Use this URL to cite or link to this record in EThOS: http://ethos.bl.uk/OrderDetails.do?uin=uk.bl.ethos.599486
Title: Inclusion formation in Huntington's disease models
Author: Gong, B.
Awarding Body: University of Cambridge
Current Institution: University of Cambridge
Date of Award: 2004
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Abstract:
Huntington's disease (HD) is a progressive genetic neurodegenerative disease caused by the expansion of the CAG repeat in the HD gene and by the expression of pathological polyglutamine tracts in the huntingtin protein. Abnormal aggregates of protein (known as neuronal intranuclear inclusions) are found in the brains of HD patients and mouse models of HD. However, the role of inclusions in HD is controversial. To understand better the role of inclusions in HD, aggregate formation was studied using two well-established transgenic models of HD: an in vitro PCI 2 cell model carrying inducible transgenes with normal or pathological length CAG repeats and a transgenic mouse model, the R6/2 line. For the first time, time-lapse microscopy of inducible transgenic HD cells made it possible to visualise a disease-associated process in living cells. The experiments described in Chapter 3 showed that HD aggregate formation was dynamic, complicated and inversely related to cell death. Further investigations with these cells in Chapters 4-7 showed that some mechanisms underlying HD aggregate formation include proteasome dysfunction, calcineurin inhibition and cell differentiation. HD aggregate formation was also studied in R6/2 mouse brain. The experiments described in Chapter 8 showed that in vivo aggregate formation was dynamic and strikingly similar to that seen in vitro. Huntingtin aggregation was an early and ordered event that could occur as early as two weeks after birth, considerably earlier than that reported previously and well before any observable R6/2 phenotype. Huntingtin aggregation preceded ubiquitin labelling in vitro and in vivo, suggesting that the timing of ubiquitin labelling may be a determinant in the onset of HD pathology. Together, the work presented here suggests that aggregating huntingtin may not be immediately recognised by HD cells as 'toxic'. Thus, these studies support the idea that aggregate formation may have bimodal effects in HD, by being protective and toxic at different stages of aggregate development.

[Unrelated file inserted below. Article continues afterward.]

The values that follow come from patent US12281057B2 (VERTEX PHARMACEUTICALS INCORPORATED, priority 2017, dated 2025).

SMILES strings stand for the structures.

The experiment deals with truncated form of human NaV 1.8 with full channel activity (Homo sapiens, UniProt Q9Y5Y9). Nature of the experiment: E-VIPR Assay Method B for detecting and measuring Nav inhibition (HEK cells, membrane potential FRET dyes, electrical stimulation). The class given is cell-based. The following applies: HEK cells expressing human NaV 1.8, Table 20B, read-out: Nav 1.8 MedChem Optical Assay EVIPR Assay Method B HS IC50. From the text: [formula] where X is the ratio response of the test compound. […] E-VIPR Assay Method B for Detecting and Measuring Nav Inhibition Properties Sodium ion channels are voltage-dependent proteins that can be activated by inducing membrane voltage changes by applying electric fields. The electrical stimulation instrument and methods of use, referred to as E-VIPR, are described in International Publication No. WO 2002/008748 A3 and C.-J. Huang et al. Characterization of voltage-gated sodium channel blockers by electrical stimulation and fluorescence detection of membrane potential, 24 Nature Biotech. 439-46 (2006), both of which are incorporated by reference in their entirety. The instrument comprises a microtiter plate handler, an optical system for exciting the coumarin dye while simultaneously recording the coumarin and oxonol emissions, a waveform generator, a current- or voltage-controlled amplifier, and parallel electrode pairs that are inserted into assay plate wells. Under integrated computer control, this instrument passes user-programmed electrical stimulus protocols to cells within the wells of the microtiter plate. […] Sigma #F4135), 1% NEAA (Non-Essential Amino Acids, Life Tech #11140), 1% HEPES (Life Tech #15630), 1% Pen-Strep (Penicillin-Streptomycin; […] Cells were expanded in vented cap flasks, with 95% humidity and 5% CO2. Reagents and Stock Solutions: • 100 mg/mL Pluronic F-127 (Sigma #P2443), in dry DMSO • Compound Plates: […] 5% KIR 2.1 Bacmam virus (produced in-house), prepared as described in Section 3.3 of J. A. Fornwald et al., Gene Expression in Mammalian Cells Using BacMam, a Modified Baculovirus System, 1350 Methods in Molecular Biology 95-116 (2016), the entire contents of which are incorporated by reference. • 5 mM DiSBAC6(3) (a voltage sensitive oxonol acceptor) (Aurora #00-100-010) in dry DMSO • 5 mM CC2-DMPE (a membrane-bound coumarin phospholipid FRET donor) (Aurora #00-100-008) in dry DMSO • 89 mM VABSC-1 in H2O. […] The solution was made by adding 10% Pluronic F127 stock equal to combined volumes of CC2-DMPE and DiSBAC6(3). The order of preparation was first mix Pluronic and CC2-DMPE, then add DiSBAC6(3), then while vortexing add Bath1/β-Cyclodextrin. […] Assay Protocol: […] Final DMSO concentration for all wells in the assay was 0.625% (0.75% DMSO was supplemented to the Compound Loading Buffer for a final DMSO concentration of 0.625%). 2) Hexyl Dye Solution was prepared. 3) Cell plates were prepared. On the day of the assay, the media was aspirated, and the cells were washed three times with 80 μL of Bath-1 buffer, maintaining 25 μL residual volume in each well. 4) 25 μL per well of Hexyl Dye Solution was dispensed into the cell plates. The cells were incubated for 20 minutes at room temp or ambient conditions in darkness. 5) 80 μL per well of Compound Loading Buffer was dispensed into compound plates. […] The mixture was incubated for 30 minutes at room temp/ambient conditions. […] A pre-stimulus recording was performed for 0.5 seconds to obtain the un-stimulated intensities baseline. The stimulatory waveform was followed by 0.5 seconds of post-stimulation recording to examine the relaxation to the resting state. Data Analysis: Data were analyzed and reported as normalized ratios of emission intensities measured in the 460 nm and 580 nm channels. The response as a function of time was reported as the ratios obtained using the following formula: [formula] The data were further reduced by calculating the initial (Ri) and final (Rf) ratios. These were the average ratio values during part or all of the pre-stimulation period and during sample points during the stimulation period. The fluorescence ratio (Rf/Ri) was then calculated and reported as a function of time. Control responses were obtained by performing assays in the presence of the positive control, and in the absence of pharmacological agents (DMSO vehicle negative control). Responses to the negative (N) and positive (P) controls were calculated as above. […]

Supervisor: Not available Sponsor: Not available
Qualification Name: Thesis (Ph.D.) Qualification Level: Doctoral
EThOS ID: uk.bl.ethos.599486  DOI: Not available
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